Justly proclaimed by "insiders" as one of the funniest men in the world (on par with such giants as Larry Gelbart and Buck Henry), the El Centro, California-born TV comedy writer Jerry Belson hotfooted it to Tinseltown immediately after high-school graduation, where he briefly supported himself with stints as a comic-book writer, magician, and drummer. Not long after, at the tender age of 22, Belson sold his first script for an episode of The Danny Thomas Show (in 1960), then on CBS. He quickly met and teamed up with Northwestern grad Garry Marshall, four years his senior; the two pooled their abilities and jointly scripted some of the most enduring small-screen series comedies of the 1960s and '70s, including The Dick Van Dyke Show (1961-1966, CBS, for which Belson won an Emmy), The Joey Bishop Show (1961-1965, NBC, CBS), The Lucy Show (1962-1974, CBS), Gomer Pyle U.S.M.C. (1964-1970, CBS), Hey, Landlord (1966-1967, NBC), and The Odd Couple (1970-1975, ABC), on which Belson also served as producer and director. Needless to say, the towering, uniform success of these programs (many of which ran concurrently) turned both men into wealthy sitcom veterans and revered show-business legends, whose style of writing spurred countless others on to great heights. During this period, Belson and Marshall also created specials for Bob Hope, Danny Thomas (a project that won the WGA award), Fred Astaire, and Bing Crosby.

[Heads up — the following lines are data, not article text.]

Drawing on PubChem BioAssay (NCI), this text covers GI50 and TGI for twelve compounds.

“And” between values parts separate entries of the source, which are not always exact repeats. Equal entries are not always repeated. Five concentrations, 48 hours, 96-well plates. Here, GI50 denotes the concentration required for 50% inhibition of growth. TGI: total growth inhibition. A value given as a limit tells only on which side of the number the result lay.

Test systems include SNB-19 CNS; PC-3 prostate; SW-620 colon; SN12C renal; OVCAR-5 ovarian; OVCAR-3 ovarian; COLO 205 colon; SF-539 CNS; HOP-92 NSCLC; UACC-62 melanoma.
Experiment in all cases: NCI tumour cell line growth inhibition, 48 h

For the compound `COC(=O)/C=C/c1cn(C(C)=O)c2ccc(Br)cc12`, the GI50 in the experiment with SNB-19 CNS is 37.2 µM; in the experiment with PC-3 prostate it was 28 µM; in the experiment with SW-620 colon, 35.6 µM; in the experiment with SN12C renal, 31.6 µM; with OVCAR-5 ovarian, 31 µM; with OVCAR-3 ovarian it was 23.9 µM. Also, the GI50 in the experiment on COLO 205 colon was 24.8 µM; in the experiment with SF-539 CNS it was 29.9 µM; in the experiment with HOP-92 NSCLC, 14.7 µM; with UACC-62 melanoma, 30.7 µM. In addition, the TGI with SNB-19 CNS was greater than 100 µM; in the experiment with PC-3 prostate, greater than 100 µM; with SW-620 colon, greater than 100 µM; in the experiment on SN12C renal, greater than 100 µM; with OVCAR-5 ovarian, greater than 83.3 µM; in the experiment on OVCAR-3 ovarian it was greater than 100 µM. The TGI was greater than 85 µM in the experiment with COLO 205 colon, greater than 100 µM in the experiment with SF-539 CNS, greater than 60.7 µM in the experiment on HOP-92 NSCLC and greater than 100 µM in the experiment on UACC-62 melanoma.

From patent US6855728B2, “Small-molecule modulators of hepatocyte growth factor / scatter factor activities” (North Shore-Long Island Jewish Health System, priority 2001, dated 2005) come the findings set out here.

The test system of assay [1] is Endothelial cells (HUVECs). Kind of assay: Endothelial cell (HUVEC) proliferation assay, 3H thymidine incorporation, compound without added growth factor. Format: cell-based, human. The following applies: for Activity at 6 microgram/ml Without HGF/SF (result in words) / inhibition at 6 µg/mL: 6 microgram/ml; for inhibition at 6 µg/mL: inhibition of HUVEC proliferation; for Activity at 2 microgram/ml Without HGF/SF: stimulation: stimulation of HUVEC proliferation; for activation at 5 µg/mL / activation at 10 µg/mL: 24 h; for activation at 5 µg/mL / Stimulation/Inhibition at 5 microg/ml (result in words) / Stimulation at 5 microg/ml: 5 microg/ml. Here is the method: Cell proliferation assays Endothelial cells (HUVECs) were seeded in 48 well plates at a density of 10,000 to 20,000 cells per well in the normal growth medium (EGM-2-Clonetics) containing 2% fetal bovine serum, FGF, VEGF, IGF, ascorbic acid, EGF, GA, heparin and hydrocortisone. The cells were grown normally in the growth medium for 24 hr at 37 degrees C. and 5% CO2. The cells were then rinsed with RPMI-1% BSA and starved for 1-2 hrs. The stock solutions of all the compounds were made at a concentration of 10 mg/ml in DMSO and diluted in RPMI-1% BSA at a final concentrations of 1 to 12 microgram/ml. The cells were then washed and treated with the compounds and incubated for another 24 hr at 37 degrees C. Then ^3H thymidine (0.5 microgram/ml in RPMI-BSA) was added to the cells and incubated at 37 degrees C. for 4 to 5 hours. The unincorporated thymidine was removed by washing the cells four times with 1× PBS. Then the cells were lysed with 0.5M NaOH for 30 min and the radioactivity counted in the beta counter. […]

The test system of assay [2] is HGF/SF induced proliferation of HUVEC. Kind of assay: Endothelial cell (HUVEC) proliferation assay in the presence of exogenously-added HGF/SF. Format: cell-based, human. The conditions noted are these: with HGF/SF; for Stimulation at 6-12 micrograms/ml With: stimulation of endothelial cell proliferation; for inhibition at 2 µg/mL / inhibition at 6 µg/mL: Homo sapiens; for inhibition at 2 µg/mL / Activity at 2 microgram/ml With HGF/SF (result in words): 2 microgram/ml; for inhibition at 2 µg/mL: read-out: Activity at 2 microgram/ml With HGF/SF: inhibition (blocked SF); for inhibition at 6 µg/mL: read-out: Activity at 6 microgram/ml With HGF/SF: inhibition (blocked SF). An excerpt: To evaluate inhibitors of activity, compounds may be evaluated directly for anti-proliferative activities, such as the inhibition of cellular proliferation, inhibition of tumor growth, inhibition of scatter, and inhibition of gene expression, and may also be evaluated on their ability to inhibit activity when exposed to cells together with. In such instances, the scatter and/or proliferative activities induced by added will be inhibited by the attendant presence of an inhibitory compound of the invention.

As The Odd Couple wrapped in the mid-'70s, Belson segued into big-screen work, with varying degrees of success. He began brilliantly, scripting one of the funniest American comedies of the postwar era, Michael Ritchie's Smile (1975) -- a heartfelt satire about a California beauty pageant. Uncredited collaborations with Steven Spielberg (on 1977's Close Encounters of the Third Kind) and Ritchie (Semi-Tough, 1977) followed. Belson authored an original script for the hilarious Burt Reynolds-directed black comedy The End (1978), with Reynolds as a terminally ill man whose attempts to off himself are abetted by a nutty-as-a-fruitcake, schizoid mental patient (Dom DeLuise). It opened to solid reviews and box office, but everyone except for a (very) few die-hard Burt fans dismissed Belson's silver-screen reunion with Reynolds, Smokey and the Bandit II (1980), which Belson co-scripted with Brock Yates and Michael Caine.